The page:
6. Bernard Marcus (#446, $3.5B, Home Depot) — Gives to the Georgia Aquarium and started the Marcus Foundation (donates towards education and handicapped causes). Signed The Giving Pledge in 2010.
  7. John Arnold (#580, $2.9B, hedge funds) — He retired at about the age of 40 in Oct 2012, with a fortune of $4B. Arnold and wife Laura have three children but are spending their lives giving away their wealth via their Arnold Foundation. They signed The Giving Pledge (date unknown).
  8. Ted Turner (#796, $2.2B, cable television) — Has five children from three marriages, none of whom will receive a large sum. He's given billions to the United Nations Foundation and in 2010 said that he was down to about $1M, from giving away money. Signed The Giving Pledge.
  9. Chuck Feeney (co-founder of Duty-Free Shoppers Group airport shops) — Transferred his billions to his Atlantic Philanthropies foundation in the late 1980s. Signed The Giving Pledge (date unknown).
  10. T. Boone Pickens (corporate raider, oil & gas, investments) — At some point in 2013, Pickens had a net worth of $1.4B, though in his Giving Pledge letter, he says that he's given away $800M.

Who's Been Generous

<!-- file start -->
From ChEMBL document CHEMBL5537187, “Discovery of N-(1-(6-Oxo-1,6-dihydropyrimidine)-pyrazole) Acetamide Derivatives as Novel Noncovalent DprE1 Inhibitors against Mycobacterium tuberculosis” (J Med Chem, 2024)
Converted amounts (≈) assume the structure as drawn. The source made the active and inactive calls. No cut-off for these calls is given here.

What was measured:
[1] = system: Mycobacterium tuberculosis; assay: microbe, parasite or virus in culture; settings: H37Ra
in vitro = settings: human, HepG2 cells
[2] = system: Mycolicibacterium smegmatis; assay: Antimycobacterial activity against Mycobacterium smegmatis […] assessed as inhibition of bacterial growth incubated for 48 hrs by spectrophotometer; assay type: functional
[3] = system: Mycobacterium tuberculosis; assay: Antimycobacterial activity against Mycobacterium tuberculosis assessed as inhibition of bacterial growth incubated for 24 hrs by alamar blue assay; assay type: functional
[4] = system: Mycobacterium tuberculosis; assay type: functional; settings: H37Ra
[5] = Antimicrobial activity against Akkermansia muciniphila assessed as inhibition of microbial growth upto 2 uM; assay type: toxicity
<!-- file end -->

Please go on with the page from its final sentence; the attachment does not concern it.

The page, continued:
The Chronicle of Philanthropy's "Philanthropy 50" list for 2014 is the 14th annual list of the 50 most generous donors of 2013 in America. The list is compiled on the basis of disclosure by contributors and only refers to new contributions or pledges made in the previous calendar year. So there are people who donated large amounts in 2013 but are not on the list because the contributions represent pledges made in previous years. Also, contributions to family foundations are not included.

Here are the top ten most generous Americans for 2013, representing new contributions or pledges. The info brackets represents ranking and details from Forbes' 2014 World's Billionaires List. The term "nofl" means the person is not on the Forbes' list, either because they are not currently billionaires, or because they've passed away.

  1. Mark Zuckerberg (#21, $28.5B, Facebook) and Priscilla Chan – $992.2M.
  2. George Mitchell (nofl) – $750M (bequest; passed away in Jul 2013)
  3. Philip (#42, $18.4B, Nike) and Penelope Knight – $500M
  4. Michael Bloomberg (#16, $33B, Bloomberg LP) – $452M
  5. John (#580, $2.9B, hedge funds) and Laura Arnold – $296.2M
  6. Charles Johnson (#177, $7.5B, money management) – $250M
  7. Pierre (#162, $8.2B, Ebay) and Pam Omidyar – $225M
  8. Irwin (#988, $1.8B, Qualcomm) and Joan Jacobs – $221.1M
  9. Sergey Brin (#19, $31.8B, Google) and Anne Wojcicki – $219M
  10. Jeffrey Carlton (nofl) – $212M (bequest; passed away in 2012)

George Soros, who had previously pledged $332M for various causes, came in at #47 for new donations of $40M for 2013.